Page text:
Pence revs up communications operation to combat impeachment

Vice President Mike Pence has beefed up his West Wing communications team as he confronts an accelerating impeachment inquiry into President Trump and an unpredictable 2020 reelection campaign.

Pence is under pressure to answer questions about Trump’s actions and own his role in the administration’s dealings with Ukraine, which are the focus of a widening investigation by Democrats in the House of Representatives. The vice president is simultaneously trying to reassure skeptical voters that Trump can be trusted with a second term.

To maneuver, Pence is leaning on a few key aides: chief of staff Marc Short, a savvy strategist with deep Washington connections; press secretary Katie Waldman, a veteran of congressional campaigns and the Homeland Security Department; and Hannah MacInnis, who worked under Trump digital guru Dan Scavino in the White House and is helping the vice president invigorate his social media operation.

Republican insiders, conceding the political risks of impeachment, say it is crucial that Pence communicate quickly and effectively.

“I know Short and Waldman well. They’re both really good at their jobs. Pence is lucky to have them. But I think it’s too soon to say how any of this works out for anyone,” said Alex Conant, a Republican strategist.

The Trump campaign often deploys Pence to woo establishment-oriented Republicans and swing voters in critical battlegrounds. He hit the trail this month amid the unfolding impeachment inquiry to bolster Trump’s 2020 position and immediately faced challenges.

In a swing through Iowa to talk trade, Pence was grilled by reporters about his knowledge of Trump’s effort to prod Ukrainian President Volodymyr Zelensky to investigate political rival Joe Biden. Pence was pressed about Democratic allegations that Trump withheld U.S. military aid to Ukraine in a bid to pressure Kyiv to work with Rudy Giuliani, his personal attorney, to target Biden, a front-runner for the Democratic nomination.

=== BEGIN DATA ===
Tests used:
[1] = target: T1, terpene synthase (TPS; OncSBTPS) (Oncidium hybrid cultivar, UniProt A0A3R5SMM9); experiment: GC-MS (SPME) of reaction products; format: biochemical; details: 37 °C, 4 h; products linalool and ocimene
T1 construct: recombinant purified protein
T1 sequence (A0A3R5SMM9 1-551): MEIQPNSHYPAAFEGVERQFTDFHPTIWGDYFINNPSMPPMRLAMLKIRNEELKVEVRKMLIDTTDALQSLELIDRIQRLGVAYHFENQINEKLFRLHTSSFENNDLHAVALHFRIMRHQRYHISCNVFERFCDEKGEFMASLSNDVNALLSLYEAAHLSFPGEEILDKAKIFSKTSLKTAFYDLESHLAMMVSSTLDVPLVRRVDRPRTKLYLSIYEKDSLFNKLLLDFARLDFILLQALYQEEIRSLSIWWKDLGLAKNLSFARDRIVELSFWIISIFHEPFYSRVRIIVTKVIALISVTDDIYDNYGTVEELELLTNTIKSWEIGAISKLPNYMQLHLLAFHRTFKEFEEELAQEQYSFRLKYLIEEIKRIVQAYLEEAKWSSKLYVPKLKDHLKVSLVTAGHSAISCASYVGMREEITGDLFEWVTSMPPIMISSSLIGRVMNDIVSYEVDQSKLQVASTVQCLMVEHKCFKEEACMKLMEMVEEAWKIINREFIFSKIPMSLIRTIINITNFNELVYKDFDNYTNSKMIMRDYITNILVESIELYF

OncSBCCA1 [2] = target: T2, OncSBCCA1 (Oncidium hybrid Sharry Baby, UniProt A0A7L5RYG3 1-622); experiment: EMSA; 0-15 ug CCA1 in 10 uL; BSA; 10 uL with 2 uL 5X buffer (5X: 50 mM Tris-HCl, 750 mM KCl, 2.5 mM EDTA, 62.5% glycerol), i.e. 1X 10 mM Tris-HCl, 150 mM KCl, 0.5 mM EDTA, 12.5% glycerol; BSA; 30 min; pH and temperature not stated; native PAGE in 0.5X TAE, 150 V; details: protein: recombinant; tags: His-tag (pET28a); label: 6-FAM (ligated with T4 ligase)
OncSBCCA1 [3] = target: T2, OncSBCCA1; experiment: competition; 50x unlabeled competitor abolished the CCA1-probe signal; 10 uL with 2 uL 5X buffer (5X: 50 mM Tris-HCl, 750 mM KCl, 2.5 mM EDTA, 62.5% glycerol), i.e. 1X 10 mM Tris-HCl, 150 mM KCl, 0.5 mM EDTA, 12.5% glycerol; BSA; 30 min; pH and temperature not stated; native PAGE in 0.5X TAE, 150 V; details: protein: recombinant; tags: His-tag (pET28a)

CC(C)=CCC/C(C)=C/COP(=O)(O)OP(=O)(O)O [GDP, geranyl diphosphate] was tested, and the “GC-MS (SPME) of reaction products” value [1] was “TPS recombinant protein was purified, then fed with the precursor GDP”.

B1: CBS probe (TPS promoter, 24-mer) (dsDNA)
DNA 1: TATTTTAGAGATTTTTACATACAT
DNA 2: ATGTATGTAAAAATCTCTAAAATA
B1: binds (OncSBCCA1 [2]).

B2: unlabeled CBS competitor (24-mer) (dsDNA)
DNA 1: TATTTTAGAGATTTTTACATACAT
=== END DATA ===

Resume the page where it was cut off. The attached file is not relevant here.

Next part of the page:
The vice president, disciplined and calculating, was not flustered, although he sidestepped some questions.

“The good thing is, Pence fights back on everything that anyone throws up at him,” said Charlie Black, a Republican lobbyist who has worked in D.C. since the early 1970s and has advised past GOP presidential candidates. “What’s important in impeachment proceedings, and whenever you’re being accused, is to respond quickly with facts that refute it.”

Beyond Democrats’ allegations, Trump’s comments and social media posts on the matter, which typically hit without warning, is another issue the vice president is going to have to deal with.

The recent Pence hire that piqued particular interest among West Wing observers is MacInnis.

As the vice president’s digital director, she is moving to invigorate his presence and expand his reach on Twitter and other social media platforms. There is no intent to compete with, or mimic Trump. But MacInnis’ experience under Scavino, who amplifies the president’s aggressive approach to social media, is viewed internally as a major plus for Pence, a politician who is more comfortable with traditional methods of communicating.

The vice president’s office declined to comment for this story.

In Washington, Republican operatives concerned about Trump’s response to impeachment point to Pence and his operation as a bright spot. The vice president’s team is small compared to the president’s, as is typical for the No. 2. But so far, it is efficient and coordinated. However, one Republican operative who worked in the George W. Bush White House had a suggestion.

“If I were them, I’d bring in a communications aide with deep legal experience as well,” this GOP insider said.


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